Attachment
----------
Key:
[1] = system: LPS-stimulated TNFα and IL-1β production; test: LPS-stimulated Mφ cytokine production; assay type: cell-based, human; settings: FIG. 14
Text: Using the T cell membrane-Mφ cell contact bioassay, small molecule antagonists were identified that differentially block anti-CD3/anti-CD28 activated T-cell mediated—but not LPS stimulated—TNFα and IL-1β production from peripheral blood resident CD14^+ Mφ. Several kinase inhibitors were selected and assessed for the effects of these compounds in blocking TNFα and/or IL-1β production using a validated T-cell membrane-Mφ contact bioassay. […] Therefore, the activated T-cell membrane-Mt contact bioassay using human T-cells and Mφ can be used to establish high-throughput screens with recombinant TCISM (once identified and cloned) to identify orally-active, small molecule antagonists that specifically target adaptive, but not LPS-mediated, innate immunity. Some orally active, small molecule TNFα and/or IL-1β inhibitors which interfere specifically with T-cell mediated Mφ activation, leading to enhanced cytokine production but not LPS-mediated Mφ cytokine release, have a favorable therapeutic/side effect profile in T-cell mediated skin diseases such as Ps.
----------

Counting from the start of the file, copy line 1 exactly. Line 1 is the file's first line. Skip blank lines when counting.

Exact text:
Key: